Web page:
Artificial intelligence (AI) has emerged as a powerful technology in medicine, with a potential to revolutionize various aspects of disease management. In recent years, substantial progress has been made in the development and implementation of AI algorithms and models for the diagnosis, screening, and monitoring of retinal diseases. We present a brief update on recent advancements in the implementation of AI in the field of retinal medicine, with a focus on age-related macular degeneration, diabetic retinopathy, and retinopathy of prematurity. AI algorithms have demonstrated remarkable capabilities in automating image analysis tasks, thus enabling accurate segmentation and classification of retinal pathologies. AI-based screening programs hold great promise in cost-effective identification of individuals at risk, thereby facilitating early intervention and prevention. Future integration of multimodal imaging data including optical coherence tomography with additional clinical parameters, will further enhance the diagnostic accuracy and support the development of personalized medicine, thus aiding in treatment selection and optimizing therapeutic outcomes. Further research and collaboration will drive the transformation of AI into an indispensable tool for improving patient outcomes and enhancing the field of retinal medicine.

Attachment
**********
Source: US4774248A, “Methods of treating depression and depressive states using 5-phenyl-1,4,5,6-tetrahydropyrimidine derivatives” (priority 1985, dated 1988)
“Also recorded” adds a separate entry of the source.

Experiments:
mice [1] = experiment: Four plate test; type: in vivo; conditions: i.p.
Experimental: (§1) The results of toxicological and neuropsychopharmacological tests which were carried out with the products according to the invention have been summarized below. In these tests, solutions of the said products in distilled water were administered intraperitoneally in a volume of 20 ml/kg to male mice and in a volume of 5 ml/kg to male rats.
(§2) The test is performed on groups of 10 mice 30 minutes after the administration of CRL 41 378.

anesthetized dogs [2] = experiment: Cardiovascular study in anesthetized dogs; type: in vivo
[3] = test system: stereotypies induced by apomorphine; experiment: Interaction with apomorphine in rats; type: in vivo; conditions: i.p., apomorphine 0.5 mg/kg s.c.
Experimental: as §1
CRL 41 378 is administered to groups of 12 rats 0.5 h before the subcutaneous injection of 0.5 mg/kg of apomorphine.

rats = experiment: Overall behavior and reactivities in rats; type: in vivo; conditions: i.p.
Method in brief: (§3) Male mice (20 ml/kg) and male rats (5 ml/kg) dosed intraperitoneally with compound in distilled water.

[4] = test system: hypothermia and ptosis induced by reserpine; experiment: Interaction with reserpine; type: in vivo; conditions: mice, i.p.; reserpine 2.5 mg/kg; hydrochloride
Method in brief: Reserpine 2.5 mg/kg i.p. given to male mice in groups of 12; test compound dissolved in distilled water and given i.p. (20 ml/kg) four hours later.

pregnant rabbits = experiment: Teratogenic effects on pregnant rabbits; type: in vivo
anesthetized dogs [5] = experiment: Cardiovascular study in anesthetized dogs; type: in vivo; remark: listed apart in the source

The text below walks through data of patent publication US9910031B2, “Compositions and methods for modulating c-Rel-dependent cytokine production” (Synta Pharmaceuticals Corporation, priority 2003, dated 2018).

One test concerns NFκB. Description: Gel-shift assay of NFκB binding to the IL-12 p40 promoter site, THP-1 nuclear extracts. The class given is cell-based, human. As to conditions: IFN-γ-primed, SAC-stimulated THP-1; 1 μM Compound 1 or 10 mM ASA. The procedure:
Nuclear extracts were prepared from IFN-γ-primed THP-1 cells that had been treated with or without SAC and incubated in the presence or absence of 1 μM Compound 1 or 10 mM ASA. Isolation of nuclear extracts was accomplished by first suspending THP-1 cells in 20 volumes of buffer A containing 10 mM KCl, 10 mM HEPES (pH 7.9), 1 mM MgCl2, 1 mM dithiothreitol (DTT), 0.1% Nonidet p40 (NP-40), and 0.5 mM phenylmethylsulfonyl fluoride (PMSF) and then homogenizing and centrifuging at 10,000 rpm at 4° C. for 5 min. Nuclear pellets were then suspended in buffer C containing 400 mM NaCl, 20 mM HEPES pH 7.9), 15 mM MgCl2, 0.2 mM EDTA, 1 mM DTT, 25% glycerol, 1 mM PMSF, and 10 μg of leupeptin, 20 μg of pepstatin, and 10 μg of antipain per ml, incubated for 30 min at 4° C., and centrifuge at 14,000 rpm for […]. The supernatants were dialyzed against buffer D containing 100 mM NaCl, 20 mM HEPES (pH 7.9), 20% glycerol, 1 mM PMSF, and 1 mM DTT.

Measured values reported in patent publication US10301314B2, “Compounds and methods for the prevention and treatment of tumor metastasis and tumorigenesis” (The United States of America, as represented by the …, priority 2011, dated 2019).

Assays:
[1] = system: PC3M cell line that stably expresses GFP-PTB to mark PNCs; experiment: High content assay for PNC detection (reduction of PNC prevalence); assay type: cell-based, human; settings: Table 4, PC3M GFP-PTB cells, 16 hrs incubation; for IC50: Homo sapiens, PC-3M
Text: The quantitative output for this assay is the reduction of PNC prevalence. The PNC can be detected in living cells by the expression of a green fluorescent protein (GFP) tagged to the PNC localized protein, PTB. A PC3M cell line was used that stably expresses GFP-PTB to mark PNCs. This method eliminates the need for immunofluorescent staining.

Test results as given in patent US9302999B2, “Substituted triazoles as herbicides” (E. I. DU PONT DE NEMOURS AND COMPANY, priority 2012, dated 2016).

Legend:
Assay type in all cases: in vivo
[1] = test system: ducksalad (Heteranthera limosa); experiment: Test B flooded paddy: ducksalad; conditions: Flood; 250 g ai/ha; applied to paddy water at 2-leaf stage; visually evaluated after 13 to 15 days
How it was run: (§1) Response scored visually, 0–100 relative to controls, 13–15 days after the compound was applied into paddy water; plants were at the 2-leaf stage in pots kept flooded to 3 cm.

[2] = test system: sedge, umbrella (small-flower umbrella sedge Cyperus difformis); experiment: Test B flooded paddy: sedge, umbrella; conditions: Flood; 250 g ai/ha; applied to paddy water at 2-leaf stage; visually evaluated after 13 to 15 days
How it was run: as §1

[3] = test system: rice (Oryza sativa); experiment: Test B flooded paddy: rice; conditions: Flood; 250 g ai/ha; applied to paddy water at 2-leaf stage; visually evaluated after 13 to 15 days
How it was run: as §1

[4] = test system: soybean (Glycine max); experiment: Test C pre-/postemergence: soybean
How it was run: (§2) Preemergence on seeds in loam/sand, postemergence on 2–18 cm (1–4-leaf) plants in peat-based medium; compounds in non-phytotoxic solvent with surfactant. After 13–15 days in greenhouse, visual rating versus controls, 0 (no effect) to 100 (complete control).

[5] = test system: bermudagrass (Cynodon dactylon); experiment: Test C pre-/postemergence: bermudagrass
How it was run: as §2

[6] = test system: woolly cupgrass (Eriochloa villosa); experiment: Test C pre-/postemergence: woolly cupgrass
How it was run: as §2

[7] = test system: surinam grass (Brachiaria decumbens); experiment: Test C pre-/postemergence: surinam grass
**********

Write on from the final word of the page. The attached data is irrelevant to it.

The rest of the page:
Natalie Nathan MD, Michael Saring MD, Noam Savion-Gaiger MD, Kira Radinsky PhD, Alma Peri MD

A rise in the incidence of chronic health conditions, notably heart failure, is expected due to demographic shifts. Such an increase places an onerous burden on healthcare infrastructures, with recurring hospital admissions and heightened mortality rates being prominent factors. Efficient chronic disease management hinges on regular ambulatory care and preemptive action. The application of intelligent computational models is showing promise as a key resource in the ongoing management of chronic diseases, particularly in forecasting disease trajectory and informing timely interventions. In this review, we explored a pioneering intelligent computational model by Diagnostic Robotics, an Israeli start-up company. This model uses data sourced from insurance claims to forecast the progression of heart failure. The goal of the model is to identify individuals at increased risk for heart failure, thus enabling interventions to be initiated early, mitigating the risk of disease worsening, and relieving the pressure on healthcare facilities, which will result in economic efficiencies.